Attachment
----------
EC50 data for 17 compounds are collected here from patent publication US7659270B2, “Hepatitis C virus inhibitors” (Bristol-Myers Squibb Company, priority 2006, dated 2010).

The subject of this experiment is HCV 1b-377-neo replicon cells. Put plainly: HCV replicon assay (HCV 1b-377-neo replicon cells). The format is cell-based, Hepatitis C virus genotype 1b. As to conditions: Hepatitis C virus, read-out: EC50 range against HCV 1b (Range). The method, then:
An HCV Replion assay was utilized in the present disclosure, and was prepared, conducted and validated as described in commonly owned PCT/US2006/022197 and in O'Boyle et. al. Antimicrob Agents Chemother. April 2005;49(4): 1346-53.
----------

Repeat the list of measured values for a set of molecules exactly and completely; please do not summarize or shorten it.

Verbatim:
EC50 data for 17 compounds are collected here from patent publication US7659270B2, “Hepatitis C virus inhibitors” (Bristol-Myers Squibb Company, priority 2006, dated 2010).

The subject of this experiment is HCV 1b-377-neo replicon cells. Put plainly: HCV replicon assay (HCV 1b-377-neo replicon cells). The format is cell-based, Hepatitis C virus genotype 1b. As to conditions: Hepatitis C virus, read-out: EC50 range against HCV 1b (Range). The method, then:
An HCV Replion assay was utilized in the present disclosure, and was prepared, conducted and validated as described in commonly owned PCT/US2006/022197 and in O'Boyle et. al. Antimicrob Agents Chemother. April 2005;49(4): 1346-53.